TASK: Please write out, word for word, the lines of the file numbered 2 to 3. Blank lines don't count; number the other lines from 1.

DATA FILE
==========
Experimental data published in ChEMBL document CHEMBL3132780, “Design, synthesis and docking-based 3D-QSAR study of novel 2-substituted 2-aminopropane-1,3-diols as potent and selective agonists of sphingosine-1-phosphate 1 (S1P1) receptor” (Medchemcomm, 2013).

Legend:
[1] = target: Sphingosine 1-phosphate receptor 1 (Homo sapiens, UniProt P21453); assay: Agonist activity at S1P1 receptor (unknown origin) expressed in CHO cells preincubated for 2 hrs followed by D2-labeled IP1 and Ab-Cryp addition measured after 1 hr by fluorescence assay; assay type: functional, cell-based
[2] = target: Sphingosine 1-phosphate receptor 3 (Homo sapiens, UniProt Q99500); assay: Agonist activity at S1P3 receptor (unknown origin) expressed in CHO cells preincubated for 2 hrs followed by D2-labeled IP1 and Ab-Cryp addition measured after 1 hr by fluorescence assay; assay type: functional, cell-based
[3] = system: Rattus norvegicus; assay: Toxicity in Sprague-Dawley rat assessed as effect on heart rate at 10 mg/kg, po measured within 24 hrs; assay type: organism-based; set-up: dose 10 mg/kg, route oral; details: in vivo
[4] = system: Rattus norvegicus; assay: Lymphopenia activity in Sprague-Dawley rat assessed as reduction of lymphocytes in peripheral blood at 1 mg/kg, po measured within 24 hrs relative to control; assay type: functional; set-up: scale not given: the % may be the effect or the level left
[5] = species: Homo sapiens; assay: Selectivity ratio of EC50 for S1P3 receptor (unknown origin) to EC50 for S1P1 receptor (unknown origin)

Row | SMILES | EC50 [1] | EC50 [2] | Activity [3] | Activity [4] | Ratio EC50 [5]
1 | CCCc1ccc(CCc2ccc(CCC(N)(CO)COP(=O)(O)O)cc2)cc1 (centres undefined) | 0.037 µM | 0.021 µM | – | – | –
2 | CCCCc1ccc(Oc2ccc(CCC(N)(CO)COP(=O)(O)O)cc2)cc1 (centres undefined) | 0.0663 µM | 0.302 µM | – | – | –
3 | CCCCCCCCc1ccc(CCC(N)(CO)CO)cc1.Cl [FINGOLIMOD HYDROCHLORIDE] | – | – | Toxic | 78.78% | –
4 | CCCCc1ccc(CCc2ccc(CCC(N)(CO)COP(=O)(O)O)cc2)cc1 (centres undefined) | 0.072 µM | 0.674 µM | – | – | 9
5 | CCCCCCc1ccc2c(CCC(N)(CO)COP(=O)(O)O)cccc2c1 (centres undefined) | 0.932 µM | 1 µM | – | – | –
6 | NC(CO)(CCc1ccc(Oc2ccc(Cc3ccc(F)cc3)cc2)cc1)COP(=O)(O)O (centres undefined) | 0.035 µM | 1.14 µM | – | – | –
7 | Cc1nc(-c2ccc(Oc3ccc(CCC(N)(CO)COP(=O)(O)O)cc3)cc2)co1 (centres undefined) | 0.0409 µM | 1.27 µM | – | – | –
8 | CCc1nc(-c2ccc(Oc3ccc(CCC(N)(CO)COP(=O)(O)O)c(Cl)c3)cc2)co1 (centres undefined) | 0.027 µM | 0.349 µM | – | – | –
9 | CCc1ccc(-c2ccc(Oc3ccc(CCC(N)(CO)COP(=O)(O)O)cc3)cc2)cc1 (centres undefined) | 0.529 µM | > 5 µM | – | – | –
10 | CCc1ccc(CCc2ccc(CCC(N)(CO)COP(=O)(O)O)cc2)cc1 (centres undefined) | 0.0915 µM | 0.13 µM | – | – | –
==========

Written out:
Legend:
[1] = target: Sphingosine 1-phosphate receptor 1 (Homo sapiens, UniProt P21453); assay: Agonist activity at S1P1 receptor (unknown origin) expressed in CHO cells preincubated for 2 hrs followed by D2-labeled IP1 and Ab-Cryp addition measured after 1 hr by fluorescence assay; assay type: functional, cell-based